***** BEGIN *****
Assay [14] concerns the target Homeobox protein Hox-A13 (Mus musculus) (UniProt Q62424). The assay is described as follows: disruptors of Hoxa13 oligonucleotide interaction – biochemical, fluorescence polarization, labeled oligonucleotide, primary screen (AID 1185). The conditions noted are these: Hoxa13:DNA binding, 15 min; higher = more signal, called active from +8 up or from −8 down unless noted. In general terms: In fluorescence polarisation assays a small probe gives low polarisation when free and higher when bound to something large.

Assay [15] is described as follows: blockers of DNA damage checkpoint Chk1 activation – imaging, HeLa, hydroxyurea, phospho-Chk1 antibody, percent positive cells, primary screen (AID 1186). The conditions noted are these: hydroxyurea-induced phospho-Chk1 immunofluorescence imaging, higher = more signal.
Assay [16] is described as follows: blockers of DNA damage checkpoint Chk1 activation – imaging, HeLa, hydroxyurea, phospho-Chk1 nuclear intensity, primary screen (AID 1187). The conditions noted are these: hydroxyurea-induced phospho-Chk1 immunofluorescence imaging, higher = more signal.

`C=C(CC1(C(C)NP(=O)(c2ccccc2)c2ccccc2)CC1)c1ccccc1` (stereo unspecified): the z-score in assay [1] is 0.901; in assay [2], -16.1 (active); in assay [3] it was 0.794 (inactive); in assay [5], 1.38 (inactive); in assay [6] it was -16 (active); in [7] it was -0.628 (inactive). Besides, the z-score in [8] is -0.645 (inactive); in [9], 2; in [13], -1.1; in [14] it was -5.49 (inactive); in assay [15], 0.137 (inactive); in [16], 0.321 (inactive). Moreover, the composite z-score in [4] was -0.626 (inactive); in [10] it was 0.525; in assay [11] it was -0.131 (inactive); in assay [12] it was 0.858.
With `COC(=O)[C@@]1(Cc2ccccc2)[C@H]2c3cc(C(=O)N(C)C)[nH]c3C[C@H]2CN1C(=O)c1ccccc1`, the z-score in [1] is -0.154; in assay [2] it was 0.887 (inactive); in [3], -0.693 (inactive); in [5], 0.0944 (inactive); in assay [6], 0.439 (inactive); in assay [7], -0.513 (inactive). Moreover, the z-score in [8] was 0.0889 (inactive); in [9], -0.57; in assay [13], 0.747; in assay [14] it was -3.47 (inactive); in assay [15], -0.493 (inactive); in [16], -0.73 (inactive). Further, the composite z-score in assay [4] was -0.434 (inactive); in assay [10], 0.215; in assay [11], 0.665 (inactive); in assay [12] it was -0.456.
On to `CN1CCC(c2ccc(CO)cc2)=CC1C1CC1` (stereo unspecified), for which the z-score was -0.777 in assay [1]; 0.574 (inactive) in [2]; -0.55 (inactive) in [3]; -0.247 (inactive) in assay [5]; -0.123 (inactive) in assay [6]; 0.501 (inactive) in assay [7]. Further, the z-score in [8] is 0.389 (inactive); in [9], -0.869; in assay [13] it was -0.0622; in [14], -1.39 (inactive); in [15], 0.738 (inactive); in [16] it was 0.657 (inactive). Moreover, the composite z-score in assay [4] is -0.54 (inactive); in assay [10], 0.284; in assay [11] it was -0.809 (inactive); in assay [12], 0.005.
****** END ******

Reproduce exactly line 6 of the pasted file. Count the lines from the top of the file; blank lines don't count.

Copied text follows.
On to `CN1CCC(c2ccc(CO)cc2)=CC1C1CC1` (stereo unspecified), for which the z-score was -0.777 in assay [1]; 0.574 (inactive) in [2]; -0.55 (inactive) in [3]; -0.247 (inactive) in assay [5]; -0.123 (inactive) in assay [6]; 0.501 (inactive) in assay [7]. Further, the z-score in [8] is 0.389 (inactive); in [9], -0.869; in assay [13] it was -0.0622; in [14], -1.39 (inactive); in [15], 0.738 (inactive); in [16] it was 0.657 (inactive). Moreover, the composite z-score in assay [4] is -0.54 (inactive); in assay [10], 0.284; in assay [11] it was -0.809 (inactive); in assay [12], 0.005.